The tensions between corporate and societal interests is a hot topic of debate in them business literature under the heading of corporate social responsibility. The essential question is, do corporations have broader social responsibilities beyond their economic mandates? If they do, then how can these responsibilities be acknowledged and fulfilled through firm strategies? There are many opinions on these questions.
One dominant opinion holds that corporations are primarily economic entities whose sole purpose is to increase shareholder wealth by producing and selling goods needed by customers (Friedman, 1962). This conception harbors a narrow economic view of a corporation’s responsibility to society. In contrast is the view that corporations have grown to such large size and complexity that they affect many non-economic aspects of society. These areas include health, politics, culture, and social relations. Therefore, corporations should be held responsible for these non-economic influences on society (Davis, 1975; Drucker, 1984).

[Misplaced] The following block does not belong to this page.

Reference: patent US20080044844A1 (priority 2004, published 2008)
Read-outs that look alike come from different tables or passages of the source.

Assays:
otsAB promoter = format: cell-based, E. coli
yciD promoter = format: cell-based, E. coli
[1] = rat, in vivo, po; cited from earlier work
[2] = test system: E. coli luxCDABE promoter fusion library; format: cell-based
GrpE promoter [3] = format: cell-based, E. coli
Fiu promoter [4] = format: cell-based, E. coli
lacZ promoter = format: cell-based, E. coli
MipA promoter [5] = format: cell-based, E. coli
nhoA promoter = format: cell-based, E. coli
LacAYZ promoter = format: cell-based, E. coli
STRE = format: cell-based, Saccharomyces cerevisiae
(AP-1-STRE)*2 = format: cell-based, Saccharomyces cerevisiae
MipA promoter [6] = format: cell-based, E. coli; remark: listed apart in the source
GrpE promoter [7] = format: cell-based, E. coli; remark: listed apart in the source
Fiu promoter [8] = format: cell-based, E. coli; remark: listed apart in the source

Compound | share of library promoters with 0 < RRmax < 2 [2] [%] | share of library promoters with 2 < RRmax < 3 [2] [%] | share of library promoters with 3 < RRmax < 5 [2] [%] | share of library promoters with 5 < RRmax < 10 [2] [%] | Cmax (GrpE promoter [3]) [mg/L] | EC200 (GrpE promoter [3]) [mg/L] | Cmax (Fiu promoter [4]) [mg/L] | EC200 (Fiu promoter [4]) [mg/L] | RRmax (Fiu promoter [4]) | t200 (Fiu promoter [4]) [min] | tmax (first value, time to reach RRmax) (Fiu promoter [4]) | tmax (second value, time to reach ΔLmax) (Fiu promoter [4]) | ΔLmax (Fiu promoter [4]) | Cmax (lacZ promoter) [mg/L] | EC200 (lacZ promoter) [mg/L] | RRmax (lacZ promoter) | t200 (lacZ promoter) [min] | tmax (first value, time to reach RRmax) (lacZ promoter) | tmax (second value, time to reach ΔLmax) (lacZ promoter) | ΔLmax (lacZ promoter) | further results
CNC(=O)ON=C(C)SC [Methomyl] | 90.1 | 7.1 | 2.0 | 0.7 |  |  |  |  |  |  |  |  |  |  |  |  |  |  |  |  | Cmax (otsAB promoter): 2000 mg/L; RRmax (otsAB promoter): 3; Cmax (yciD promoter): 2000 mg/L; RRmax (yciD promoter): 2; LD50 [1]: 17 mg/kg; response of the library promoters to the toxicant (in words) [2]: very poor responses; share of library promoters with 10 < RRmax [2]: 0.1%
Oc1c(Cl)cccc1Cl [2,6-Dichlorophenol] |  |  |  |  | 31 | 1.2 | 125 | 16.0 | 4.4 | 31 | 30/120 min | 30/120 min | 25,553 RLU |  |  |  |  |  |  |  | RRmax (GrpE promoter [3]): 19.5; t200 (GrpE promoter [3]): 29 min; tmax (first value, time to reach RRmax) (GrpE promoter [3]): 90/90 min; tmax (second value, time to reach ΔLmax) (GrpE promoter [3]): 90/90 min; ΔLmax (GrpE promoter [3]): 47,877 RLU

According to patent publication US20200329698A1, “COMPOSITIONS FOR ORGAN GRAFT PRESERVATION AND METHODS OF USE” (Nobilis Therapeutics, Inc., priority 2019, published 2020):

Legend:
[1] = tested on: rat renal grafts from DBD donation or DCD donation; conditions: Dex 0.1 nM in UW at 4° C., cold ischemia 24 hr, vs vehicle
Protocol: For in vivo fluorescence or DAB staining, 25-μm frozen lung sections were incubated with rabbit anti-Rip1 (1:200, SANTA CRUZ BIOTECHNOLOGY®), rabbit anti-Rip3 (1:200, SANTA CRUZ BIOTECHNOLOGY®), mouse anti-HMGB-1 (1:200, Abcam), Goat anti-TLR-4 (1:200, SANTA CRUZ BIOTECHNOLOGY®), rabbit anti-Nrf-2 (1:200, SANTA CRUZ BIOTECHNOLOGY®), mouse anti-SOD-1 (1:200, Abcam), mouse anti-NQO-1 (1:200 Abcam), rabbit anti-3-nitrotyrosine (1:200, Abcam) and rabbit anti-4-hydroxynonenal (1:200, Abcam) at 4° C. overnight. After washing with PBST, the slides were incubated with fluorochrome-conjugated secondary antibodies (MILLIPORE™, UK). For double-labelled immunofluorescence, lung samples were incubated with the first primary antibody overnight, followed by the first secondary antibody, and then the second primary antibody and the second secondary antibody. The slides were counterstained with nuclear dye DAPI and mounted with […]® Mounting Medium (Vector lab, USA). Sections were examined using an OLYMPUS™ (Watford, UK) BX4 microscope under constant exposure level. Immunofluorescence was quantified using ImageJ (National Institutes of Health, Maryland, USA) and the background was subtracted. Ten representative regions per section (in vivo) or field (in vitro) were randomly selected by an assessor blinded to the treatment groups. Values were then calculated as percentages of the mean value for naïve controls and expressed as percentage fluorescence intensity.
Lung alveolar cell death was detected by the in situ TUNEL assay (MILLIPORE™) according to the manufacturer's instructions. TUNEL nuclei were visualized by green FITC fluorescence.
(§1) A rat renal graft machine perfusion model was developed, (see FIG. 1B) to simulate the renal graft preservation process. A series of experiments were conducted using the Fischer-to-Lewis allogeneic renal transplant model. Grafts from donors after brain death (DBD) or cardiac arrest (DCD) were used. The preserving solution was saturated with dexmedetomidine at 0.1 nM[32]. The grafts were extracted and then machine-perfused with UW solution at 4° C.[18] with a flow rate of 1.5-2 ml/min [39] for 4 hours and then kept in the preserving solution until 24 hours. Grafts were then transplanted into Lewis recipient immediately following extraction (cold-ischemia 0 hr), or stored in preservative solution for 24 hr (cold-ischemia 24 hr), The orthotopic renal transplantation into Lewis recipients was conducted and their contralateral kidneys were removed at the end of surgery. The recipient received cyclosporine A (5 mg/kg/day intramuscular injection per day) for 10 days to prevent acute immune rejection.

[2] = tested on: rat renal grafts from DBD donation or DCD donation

There is no unambiguous resolution of this debate. On the balance, however, it seems reasonable to expect businesses to be sensitive to the new demands placed on it by society and be responsive to them. It is also clear that the resolution of this debate depends largely on individual personal values.
In general, power and responsibility have a reciprocal relationship. The scope and power of corporations to influence all aspects of social life, and their symbiotic relationship to society, impose on corporations broad social responsibilities.
Credit: Advanced Strategic Management-MGU